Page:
Kentucky Black Mountain IPA | Alltech's Lexington Brewing and Distilling Co.

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Brewed by:
Alltech's Lexington Brewing and Distilling Co.
Kentucky, United States

Style: American Black Ale

Alcohol by volume (ABV): 7.50%

Availability: Limited (brewed once)

Notes / Commercial Description:
No notes at this time.

Added by BEERchitect on 11-18-2013

This beer is retired; no longer brewed.

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User Reviews
Reviews: 1 | Ratings: 11
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3.78/5  rDev +0.5%
look: 4.25 | smell: 3.75 | taste: 3.75 | feel: 3.75 | overall: 3.75

As the latest in installment in the long lineage of Alltech's Great American Beer Festival's Pro-Am selectees, this Black IPA kicks off with the dry and hoppy edge that Hop Head's love about those lupulin-infused flowers. But, the beer has an extra kick of charred bitterness that both exacerbates and complicates the IPA style.

As the ale pours, nothing of the IPA comes to mind. Instead, the beer looks like dark porter or roasty stouts with its dark brown (perhaps black) depth of color. A billowing dense blanket of foam tops the beer like creamy meringue. Its moussy appearance is nothing shy of fantastic. As the ale settles in, its laces the glass with clinging collars with every sip taken- right down to the last sip.

Sharp but supported aromas of burnt hops stand out immediately. Where the sure-fire scents of citrus, pine and its floral bouquet all command the nose, they do so with a burnt tinge- burnt citrus peels, burnt pine cones, burnt flower pedals all lead to an incredibly complex IPA with coffee, cocoa and campfire notions. Even its burnt malt character is of overcooked caramel a singed molasses to add an arid starch scent heading into taste.

Its malty-dry taste is largely reliant upon the carbonized char of grain and malted bitter chocolate flavor to start. Underlying burnt sweetness is overtaken by the char of coffee and cocoa. But as the hops settle into the middle palate, its starchy sweetness gives way and allows the grilled citrus, burnt grass and ashy herbs to come into play. Its late flavor certainly favors the bitterness- but not just from hop bitterness but also from the char of malt to allow its pine resinous finish to seem burnt as well.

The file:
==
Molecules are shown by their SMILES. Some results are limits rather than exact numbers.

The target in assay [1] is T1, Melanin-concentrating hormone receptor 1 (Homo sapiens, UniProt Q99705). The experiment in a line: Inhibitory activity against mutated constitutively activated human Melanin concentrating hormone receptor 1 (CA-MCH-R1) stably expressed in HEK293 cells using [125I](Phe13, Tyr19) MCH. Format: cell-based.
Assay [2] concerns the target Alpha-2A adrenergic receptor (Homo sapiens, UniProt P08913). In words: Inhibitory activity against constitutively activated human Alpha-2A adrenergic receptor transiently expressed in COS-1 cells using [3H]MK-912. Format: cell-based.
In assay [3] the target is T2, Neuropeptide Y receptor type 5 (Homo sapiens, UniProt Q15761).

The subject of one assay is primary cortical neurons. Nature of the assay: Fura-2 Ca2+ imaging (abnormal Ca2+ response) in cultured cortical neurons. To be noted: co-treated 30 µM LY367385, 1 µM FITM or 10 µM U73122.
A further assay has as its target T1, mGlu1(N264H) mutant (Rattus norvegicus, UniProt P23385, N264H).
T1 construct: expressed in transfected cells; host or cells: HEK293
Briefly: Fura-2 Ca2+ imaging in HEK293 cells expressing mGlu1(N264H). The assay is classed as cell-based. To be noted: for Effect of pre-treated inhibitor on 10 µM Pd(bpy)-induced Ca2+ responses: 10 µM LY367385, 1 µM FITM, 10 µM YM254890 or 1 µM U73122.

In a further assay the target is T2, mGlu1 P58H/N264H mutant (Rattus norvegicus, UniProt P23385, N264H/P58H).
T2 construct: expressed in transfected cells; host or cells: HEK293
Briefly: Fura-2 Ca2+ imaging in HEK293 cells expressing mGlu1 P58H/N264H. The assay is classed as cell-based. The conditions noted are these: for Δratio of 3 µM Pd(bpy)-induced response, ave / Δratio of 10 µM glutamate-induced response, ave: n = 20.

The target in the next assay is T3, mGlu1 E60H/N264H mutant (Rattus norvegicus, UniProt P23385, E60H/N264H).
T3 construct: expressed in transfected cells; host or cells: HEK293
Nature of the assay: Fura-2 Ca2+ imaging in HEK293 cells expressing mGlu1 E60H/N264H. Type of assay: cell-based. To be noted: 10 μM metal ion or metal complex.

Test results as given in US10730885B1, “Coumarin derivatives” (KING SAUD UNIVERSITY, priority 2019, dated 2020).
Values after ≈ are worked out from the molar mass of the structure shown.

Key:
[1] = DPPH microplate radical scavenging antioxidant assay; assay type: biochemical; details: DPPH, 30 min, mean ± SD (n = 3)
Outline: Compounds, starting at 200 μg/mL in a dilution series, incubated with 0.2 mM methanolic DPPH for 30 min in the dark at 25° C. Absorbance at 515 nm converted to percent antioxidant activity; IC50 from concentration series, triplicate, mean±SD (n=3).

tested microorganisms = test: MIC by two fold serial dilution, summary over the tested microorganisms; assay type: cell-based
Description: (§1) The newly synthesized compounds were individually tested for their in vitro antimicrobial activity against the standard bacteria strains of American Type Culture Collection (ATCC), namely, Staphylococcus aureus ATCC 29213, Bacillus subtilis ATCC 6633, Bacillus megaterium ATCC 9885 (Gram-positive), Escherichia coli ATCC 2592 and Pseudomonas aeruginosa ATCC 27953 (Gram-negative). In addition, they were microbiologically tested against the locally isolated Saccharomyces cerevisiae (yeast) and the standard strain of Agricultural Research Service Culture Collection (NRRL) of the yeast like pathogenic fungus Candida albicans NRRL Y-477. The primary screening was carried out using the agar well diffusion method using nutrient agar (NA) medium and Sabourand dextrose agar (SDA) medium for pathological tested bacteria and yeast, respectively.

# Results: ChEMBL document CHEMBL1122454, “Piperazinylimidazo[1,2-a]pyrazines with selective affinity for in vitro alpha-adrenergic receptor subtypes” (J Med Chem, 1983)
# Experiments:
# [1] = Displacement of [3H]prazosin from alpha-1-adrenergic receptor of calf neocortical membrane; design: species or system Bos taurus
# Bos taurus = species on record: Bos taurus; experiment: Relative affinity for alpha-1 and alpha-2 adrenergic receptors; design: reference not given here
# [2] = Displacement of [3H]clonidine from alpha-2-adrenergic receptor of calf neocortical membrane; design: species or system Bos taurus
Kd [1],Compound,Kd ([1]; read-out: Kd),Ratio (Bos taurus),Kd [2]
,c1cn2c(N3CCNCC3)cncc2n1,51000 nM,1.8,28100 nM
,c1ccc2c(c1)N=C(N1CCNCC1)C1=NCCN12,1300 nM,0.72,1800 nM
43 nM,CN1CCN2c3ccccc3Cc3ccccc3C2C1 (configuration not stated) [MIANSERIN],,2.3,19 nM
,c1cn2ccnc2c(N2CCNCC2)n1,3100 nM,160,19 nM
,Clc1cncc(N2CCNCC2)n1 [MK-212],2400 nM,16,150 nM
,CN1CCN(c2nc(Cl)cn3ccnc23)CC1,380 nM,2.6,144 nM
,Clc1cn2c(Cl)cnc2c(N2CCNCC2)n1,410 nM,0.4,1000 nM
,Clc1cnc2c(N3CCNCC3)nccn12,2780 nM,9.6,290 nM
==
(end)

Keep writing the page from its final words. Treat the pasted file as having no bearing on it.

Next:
Medium-bodied but seeming lighter than that, the beer's bold carbonation seems to lift the malts and give an arid creaminess that floats somewhat effortless across the tongue. Its middle seems to shed any early residual sweetness and allows the hop dryness and alcohol warmth to dictate thereafter. Finishing with strong roast and hop-derived astringency, the ale is biting, bitter, dry and with peps of campfire and ash- but perhaps in the best way possible.

I am a big fan of "Black IPA" as long as they keep the hops first and foremost and don't simply become a hoppy porter. Black Mountain is right on that line- is it an IPA that uses char to elevate bitterness? Or is it simply a hoppy porter with all the sweetness and chocolate to confuse the taste buds? But as one of those ales that sits in the middle of it all simply creates the intrigue and debate that's spurred by obvious complexities. Still, this in one of my favorite beers ever made by the brewery!

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Kentucky Black Mountain IPA from Alltech's Lexington Brewing and Distilling Co.
3.76 out of 5 based on 11 ratings.
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